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The Papers of Samuel Marchbanks [Paperback]

Robertson Davies
4.0 out of 5 stars  See all reviews (1 customer review)

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Book Description

Dec 7 1989 0140097716 978-0140097719 New edition
Now in paperback, the book that marked the first appearance in the United States of Robertson Davies's mischievous alter ego, Samuel Marchbanks.

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Product Description

From Library Journal

In this collection of his newspaper pieces, mostly from the late Forties, Davies introduces us to his alter ego, a mildly irascible curmudgeon whose opinions and observations have been so popular in Canada that three volumes of his columns have been published there: The Diary , The Table Talk , and The Garland of Miscellania. Davies has re-edited them to produce a single volume and in the prefatory "A Drink with Marchbanks" even given us his own view of the journalist he created. A pleasant entertainment covering such diverse topics as politics, theater, and manners, this volume offers a humorous and insightful picture of postwar Canadian life as seen through the eyes of a delightful eccentric who reminds this reader of a boozeless W. C. Fields. Charles Bishop, English Dept., Univ. of New Orleans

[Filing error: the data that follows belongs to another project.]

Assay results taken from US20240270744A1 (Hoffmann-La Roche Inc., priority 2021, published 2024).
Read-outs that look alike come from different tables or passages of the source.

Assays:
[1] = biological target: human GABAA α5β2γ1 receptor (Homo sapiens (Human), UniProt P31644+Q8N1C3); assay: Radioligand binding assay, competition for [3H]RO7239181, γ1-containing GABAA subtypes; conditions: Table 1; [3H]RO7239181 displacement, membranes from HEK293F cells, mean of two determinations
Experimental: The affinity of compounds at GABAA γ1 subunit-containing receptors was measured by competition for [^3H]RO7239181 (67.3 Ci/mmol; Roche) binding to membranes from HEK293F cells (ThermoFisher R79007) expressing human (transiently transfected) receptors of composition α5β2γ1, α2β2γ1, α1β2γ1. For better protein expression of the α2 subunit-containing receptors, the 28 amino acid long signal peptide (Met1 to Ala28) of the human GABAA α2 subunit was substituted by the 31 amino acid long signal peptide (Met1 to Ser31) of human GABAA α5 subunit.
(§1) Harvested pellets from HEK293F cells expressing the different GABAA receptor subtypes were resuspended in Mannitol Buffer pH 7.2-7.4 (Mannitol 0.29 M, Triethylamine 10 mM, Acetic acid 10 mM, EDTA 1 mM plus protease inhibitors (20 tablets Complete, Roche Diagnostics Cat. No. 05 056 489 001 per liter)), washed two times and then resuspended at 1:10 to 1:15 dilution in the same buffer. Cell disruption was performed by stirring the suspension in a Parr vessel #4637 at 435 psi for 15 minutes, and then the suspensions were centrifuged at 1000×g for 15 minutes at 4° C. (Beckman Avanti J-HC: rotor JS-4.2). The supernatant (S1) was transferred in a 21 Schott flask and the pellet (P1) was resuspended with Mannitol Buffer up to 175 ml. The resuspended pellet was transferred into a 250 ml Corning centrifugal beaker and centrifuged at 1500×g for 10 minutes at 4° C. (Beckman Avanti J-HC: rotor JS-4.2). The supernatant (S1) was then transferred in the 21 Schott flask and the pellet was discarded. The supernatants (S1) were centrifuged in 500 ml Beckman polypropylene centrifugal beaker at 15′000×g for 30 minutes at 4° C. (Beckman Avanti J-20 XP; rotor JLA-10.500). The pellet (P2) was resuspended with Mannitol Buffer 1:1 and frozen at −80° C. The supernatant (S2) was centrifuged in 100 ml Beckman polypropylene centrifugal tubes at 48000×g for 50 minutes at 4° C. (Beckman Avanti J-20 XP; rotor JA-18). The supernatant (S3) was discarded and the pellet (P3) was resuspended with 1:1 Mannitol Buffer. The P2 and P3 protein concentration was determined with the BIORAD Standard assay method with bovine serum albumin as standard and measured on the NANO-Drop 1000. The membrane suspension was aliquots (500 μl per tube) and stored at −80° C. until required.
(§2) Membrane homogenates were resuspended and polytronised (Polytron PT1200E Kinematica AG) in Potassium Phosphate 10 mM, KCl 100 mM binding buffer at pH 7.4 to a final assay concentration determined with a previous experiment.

Copyright 1986 Reed Business Information, Inc. --This text refers to an out of print or unavailable edition of this title.

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Most helpful customer reviews
1 of 1 people found the following review helpful
4.0 out of 5 stars A satisfying read Dec 8 2008
By Tony Chu TOP 1000 REVIEWER
This is a generally satisfying collection of short "diary" entries made by Robertson Davies' alter ego, Marchbanks. It has gentle, old-fashioned humour, and a witty journalistic style that is at the same time nostalgic and refreshing.

I especially enjoyed how Marchbanks relayed his numerous (and somewhat predictable) battles with his furnace, during the Canadian winter. This is an easy book to read - suitable for short, quick, bursts (because it is written that way), or for a long stretch beside a fire with a warm blanket on a cold night.
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Amazon.com: 5.0 out of 5 stars  3 reviews
12 of 12 people found the following review helpful
5.0 out of 5 stars Robertson Davies' Alter Ego June 6 2000
By Cheryl - Published on Amazon.com
Samuel Marchbanks is a grouchy old newspaperman who struggles with his coal furnace, garden, and neighbours in an attempt to live life as he feels is proper. He is witty, open-minded, well-read, and likes to shock his acquaintances.
The Diary is a record of his day-to-day life over a year, with several amusing plot-lines running through it. The Table Talk is just that--a collection of Marchbanks' favourite prandial conversations (or monologues as the case may be). The Miscellanea are letters and various papers, as well as an interview of Marchbanks by Davies.